In March, 150,000 people will flock to Basel, Switzerland, for the world’s largest watch show, Baselworld. Our gang, of course, will be among them. Because of the frenzied pace of the show, most Baselworld visitors don’t get to see much of the city. That’s a pity because there is a lot more to it than the show.
My first visit was 35 years ago. For those of you attending the fair, here are some things to know about what’s beyond the watch halls, as presented in my “Last Minute” column in the current March-April issue of WatchTime.
1. Tennis legend Roger Federer was born and raised in Basel. He has called it “one of the most beautiful cities in the world.” That’s a homer’s view. But it does have beautiful spots, especially in the Old Town and in places along the Rhine.
2. Basel is Switzerland’s third largest city after Zurich and Geneva. But it is not big. The total population was 172,000 in 2013.
3. Don’t be confused by the different spellings of the city’s name. Depending on the language, they are all correct: Basel (American English and German), Basle (British English) and Bâle (French).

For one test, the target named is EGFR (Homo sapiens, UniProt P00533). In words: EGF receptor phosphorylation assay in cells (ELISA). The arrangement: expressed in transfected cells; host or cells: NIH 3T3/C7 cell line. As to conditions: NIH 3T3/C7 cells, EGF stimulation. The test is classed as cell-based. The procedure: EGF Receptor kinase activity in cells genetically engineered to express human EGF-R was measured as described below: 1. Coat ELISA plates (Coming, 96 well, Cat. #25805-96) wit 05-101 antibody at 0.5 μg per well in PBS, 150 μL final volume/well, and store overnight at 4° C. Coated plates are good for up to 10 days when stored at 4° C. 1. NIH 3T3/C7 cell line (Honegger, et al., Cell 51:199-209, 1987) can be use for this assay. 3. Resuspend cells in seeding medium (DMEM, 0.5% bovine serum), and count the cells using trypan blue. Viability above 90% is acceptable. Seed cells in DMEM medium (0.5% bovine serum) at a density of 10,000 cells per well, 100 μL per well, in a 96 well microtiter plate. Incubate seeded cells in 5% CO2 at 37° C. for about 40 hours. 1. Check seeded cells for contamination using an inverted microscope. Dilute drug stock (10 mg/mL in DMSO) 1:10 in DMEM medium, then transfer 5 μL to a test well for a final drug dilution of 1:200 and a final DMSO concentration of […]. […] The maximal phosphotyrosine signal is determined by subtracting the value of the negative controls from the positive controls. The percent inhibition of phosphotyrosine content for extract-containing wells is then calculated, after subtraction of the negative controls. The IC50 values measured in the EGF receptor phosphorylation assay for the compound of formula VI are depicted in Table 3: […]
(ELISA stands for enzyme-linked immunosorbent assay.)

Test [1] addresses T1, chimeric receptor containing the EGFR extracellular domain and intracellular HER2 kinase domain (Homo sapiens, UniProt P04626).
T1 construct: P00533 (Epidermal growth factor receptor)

4. One of the great charms of the city is its numerous public fountains, more than 170 of them.
5. The Rhine River splits the city in two: Big Basel (Grossbasel) and Little Basel (Kleinbasel), where the Baselworld complex is located. Inevitably there is a rivalry. One of the town’s monuments is the Lällekönig (“the Tongue King”), a figure of a crowned head fixed to a wall of a café just off the Mittlere Rheinbrücke (Middle Rhine Bridge) in Big Basel. The “king” looks over at Little Basel and sticks his tongue out at it.
6. That bridge was the city’s first one across the Rhine. (There are now six.) The original was built in 1225. The current one dates from 1905. It is a 10-minute walk from the Mustermesse, as the locals call the fairgrounds.
7. It’s one of the few bridges in the world with a chapel at its center.
8. Switzerland’s oldest university was founded in Basel in 1460. Luminaries like the German philosopher Friedrich Nietzsche and the Basel-born Swiss theologian Karl Barth taught there. Nietzsche lived in Basel from 1869 to 1879.
9. The great 15th-century humanist Erasmus of Rotterdam loved Basel, settled there at three different periods of his life, published some of his most important work there and is buried in its cathedral.
10. The cathedral (“Münster”), located at the highest point above the Rhine, is one of the city’s greatest landmarks. Parts of it date from the 9th century.